And a mightier empire rise in grandeur, Over the teeming Indian plains.
For Freedom, Truth, and the Rights of Man. Strewing their path with the fallen altars,
Ever thus, when, in future ages, The dusky gold and the starry gems,
Manhood fails on the tropic plains, The pearl-wrought girdles of Hindoo princes,
Send, O God, thy Northern giants And wealth of her priceless diadems.
To pour fresh blood through their feeble reins! O'er the shattered throne and the wrecked pagoda
-N. Y. Tribune, July 11.
THE PRESENT CRISIS.
BY JAMES RUSSELL LOWELL.
earth's aching breast Southward, ho! 'Twas a grander anthem, Runs a thrill of joy prophetic, trembling on from When, from their far-off, frozen home,
east to west; The sturdy sons of the Northern war-gods And the slave, where'er he cowers, feels the soul Poured on the rotting wreck of Rome.
within him climb Gone was the might of the ancient empire ; To the awful verge of manhood, as the energy subPower and beauty had passed away;
lime All things foul, and vile, and hateful,
Of a century bursts full blossomed on the thorny Lovered around her rank decay.
stem of Time. Gone was the grand, heroic daring,
Which had made her younger years sublime; Through the walls of hut and palace shoots the inThe blood was chilly, and weak, and nerveless,
stantaneous throe, That flowed through the shrunken veins of Time. When the travail of the Ages wrings earth's systems So a stronger life and a mightier spirit
to and fro; Forth from the stormy North were hurled, At the birth of each new Era, with a recognizing And filled, with the strength of a new creation,
start, The withered limbs of the dead old world. Nation wildly looks on nation, standing with mute And over the ashes of desolation
lips apart, Those Vandals sowed in their gory way, And glad Truth's yet mightier man-child leaps beThe glowing light of the modern ages
neath the Future's heart. Blazed and bloomed like a heavenly day!
For mankind are one in spirit, and an instinct bears Southward, ho! How the mighty chorus
along, Shook the depths of the Northern seas, Round the earth's electric circle, the swift flash of When the countless ships of the stern old Vikings right or wrong;
Spread their wings on the Boreal breeze. Whether conscious or unconscious, yet humanity's Joyfully, from the barren mountains,
vast frame, The frozen fiords and the glaciers cold, Through its ocean-sundered fibres, feels the gush of They turned their prows to the sunnier oceans,
joy or shame; Which in the unknown Austral rolled. In the gain or loss of one race, all the rest have equal Down on the lands where the Celt and Saxon
claim. Reaped their fields on a peaceful shore, They bore the name of the mighty Odin, Once, to every man and nation, comes the moment And the martial joy of the thunderer Thor.
to decide, And up from a thousand fields of battle, In the strife of Truth with Falsehood, for the good or From the Northern giants' glorious graves,
evil side; Springs the power which has made Britannia Some great cause, God's new Messiah, offering each Ocean-queen the Western waves.
the bloom or blight,
Parts the goats upon the left hand, and the sheep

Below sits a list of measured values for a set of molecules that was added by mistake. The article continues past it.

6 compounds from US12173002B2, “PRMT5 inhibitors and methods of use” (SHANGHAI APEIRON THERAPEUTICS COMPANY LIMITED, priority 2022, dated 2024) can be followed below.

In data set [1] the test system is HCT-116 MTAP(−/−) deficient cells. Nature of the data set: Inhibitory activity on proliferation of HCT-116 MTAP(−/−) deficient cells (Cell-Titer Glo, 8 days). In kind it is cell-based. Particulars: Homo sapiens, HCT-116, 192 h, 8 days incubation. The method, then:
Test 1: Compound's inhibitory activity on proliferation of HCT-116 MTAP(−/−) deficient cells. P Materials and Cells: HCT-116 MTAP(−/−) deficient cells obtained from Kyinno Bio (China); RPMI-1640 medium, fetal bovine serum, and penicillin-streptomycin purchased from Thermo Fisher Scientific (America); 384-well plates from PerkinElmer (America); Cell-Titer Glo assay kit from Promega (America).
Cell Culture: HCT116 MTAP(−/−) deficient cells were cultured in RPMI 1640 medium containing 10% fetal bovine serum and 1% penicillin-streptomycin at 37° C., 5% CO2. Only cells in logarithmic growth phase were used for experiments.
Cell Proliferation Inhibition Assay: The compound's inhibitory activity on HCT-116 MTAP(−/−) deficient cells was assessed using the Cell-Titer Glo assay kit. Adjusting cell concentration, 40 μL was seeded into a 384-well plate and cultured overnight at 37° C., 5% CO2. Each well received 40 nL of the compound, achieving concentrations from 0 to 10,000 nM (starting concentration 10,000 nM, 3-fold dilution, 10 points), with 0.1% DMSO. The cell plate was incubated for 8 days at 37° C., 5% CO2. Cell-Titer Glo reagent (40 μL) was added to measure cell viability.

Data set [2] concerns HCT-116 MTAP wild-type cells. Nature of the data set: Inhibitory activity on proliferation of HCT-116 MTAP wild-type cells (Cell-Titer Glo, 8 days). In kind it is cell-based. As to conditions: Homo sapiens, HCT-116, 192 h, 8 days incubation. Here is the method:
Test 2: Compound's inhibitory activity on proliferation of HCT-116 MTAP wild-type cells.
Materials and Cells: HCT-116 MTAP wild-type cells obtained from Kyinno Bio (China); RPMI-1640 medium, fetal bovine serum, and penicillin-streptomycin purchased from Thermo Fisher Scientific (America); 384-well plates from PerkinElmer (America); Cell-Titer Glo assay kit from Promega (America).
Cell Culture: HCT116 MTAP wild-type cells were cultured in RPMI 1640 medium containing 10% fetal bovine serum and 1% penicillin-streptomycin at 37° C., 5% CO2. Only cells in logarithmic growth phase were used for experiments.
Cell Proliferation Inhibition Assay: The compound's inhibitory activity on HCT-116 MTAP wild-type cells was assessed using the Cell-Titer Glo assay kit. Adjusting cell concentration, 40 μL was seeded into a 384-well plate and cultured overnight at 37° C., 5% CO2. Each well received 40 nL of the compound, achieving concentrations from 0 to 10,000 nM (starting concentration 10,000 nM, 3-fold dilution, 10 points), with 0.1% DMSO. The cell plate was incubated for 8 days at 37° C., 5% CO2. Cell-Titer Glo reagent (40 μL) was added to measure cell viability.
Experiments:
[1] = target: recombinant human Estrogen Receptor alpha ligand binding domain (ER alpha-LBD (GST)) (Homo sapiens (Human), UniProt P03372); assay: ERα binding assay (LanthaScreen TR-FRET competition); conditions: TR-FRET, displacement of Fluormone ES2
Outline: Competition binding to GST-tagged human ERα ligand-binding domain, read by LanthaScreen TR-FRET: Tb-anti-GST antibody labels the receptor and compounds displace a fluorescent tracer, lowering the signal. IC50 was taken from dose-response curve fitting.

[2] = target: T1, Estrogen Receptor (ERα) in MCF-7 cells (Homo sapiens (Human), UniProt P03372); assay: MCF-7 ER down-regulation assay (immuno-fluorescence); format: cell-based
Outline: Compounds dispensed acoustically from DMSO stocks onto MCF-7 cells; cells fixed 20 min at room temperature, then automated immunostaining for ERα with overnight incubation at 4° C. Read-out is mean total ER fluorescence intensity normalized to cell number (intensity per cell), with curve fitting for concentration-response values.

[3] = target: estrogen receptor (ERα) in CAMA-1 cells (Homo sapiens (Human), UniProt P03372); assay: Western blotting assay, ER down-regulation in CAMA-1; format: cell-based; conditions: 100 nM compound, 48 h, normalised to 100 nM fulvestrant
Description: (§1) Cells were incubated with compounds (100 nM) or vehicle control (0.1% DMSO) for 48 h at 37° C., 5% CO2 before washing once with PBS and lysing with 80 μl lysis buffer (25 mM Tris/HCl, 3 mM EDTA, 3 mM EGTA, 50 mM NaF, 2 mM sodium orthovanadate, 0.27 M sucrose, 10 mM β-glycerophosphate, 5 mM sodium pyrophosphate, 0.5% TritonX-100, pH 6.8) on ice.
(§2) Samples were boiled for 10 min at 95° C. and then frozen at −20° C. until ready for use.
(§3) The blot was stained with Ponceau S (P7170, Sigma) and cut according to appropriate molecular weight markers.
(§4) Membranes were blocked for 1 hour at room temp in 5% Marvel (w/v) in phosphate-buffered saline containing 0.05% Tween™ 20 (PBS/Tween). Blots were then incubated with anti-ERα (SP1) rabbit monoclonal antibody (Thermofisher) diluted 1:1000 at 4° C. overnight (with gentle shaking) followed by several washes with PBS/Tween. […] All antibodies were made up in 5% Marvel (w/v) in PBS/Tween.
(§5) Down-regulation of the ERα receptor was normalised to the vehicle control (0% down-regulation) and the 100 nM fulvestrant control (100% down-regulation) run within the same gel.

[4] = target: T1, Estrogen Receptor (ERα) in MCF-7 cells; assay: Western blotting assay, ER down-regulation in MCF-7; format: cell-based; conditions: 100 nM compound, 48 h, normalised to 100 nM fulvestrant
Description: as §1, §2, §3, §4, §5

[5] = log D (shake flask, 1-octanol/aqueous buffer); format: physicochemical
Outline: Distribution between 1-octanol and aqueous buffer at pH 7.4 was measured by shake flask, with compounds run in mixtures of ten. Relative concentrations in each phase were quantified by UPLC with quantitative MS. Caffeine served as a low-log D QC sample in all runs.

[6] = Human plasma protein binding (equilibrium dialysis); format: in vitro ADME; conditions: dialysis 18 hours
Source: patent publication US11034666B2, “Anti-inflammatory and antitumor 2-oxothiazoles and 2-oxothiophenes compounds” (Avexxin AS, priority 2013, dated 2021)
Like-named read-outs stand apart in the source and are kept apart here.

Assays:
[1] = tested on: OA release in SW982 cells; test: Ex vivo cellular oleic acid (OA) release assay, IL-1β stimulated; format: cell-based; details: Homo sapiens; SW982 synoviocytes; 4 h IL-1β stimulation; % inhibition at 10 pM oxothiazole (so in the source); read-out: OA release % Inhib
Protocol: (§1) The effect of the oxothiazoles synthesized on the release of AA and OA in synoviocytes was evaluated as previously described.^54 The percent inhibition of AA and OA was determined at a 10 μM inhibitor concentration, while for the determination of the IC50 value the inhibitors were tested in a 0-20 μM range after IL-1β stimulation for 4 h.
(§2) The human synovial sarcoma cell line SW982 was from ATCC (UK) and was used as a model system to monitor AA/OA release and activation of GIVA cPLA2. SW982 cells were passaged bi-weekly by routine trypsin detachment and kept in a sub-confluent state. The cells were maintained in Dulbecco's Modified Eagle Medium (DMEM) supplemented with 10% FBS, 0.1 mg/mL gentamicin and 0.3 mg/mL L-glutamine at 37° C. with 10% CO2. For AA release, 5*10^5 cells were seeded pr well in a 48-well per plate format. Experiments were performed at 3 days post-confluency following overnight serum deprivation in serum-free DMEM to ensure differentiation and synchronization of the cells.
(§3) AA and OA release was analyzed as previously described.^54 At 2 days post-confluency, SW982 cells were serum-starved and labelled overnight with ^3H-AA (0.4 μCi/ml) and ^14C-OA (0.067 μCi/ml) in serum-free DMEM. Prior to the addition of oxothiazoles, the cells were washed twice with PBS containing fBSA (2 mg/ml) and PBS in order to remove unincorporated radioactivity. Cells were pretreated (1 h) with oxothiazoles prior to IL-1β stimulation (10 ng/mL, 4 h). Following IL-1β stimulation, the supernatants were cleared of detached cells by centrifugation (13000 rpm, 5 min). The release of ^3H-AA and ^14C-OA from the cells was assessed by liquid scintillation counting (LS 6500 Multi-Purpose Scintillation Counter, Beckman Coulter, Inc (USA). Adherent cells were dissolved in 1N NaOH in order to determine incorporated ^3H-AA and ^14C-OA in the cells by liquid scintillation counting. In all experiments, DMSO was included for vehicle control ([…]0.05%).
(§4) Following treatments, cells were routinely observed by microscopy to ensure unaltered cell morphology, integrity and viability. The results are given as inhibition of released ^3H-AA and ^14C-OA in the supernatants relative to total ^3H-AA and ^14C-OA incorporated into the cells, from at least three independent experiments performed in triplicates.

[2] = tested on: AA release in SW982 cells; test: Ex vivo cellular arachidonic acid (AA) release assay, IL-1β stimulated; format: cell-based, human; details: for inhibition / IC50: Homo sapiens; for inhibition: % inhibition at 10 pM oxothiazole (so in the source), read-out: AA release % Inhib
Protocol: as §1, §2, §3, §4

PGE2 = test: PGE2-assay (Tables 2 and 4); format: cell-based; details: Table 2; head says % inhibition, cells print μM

THE CAVALIER'S SONG. upon the right, And the choice goes by forever 'twixt that darkness I'm a dashing young Southerner, gallant and tall; and that light.
I am willing to fight, but unwiling to fall;
I am willing to fight, but I think I may say, Hast thou chosen, O my people, on whose party thou So forth from my quarters I fearlessly go,
That I'm still more in favor of running away: shalt stand, Ere the Doom from its worn sandals shakes the dust With my feet to the field and my back to the foe !
against our land ? Though the cause of Evil prosper, yet 'tis Truth alone Just suited to sprigs of the old F. F. V.'s;
The life of a trooper is pleasure
and ease, is strong; And albeit she wander outcast now, I see around her Shoald mar our fair skins, and get
rust on our arms ;
No horrible wounds, and no midnight alarms, throng Troops of beautiful, tall angels, to enshield her from With our feet to the field and our backs to the foe!
Through the sweet sunny South we will tranquilly go, all wrong.
I own twenty niggers, of various shades, We see dimly, in the Present, what is small and what Who burnish my arms for our fancy parades ; is great ;
My horse prances sideways, curvetting along, Slow of faith how weak an arm may turn the iron And lovely eyes single me out from the throng helm of Fate;
Of dashing young Southerners, all in a row, But the soul is still oracular-amid the market's With their feet to the field and their backs to the din,
foe! List the ominous stern whisper from the Delphic cave within :
My sword is gold-hilted, my charger is fleet; "They enslave their children's children, who make I am bullion and spangles from helmet to feet ; compromise with Sin!”
I am fierce in my cups, and most savagely bent
On slaying the Yankees . . . when safe in my tent; Slavery, the earth-born Cyclops, fellest of the giant In short, if I'm timid, I know how to blow, brood,
With my feet to the field and my back to the foe! Sons of brutish Force and Darkness, who have drenched the earth with blood,
'Tis well for the hireling myrmidon crew Famished in his self-made desert, blinded by our To shed vulgar blood for their Red, White, and Blue, purer day,
But when they've attacked us, we always have Gropes in yet unblasted regions for his miserable
Don't misunderstand—I mean, beat a retreat!... Shall we guide his gory fingers where our helpless And the grass, I'll be sworn, has a poor chance to children play?
’Neath our feet on the field, with our backs to the 'Tis as easy to be heroes, as to sit the idle slaves
foe! of a legendary virtue carved upon our fathers' | Then bring me my horse ! let me ride in the van,
graves; Worshippers of light ancestral make the present light for the enemy hardly can hit me, I find,
A position I always secure, if I can ; a crime. Was the Mayflower launched by cowards ?—steered As over the ground like a whirlwind I go,
While running away with an army behind, by men behind their time ? Turn those tracks toward Past, or Future, that make With my feet to the field and my back to the foe! Plymouth Rock sublime ?
Sometimes I put Sambo, and Cuffee, and Clem.,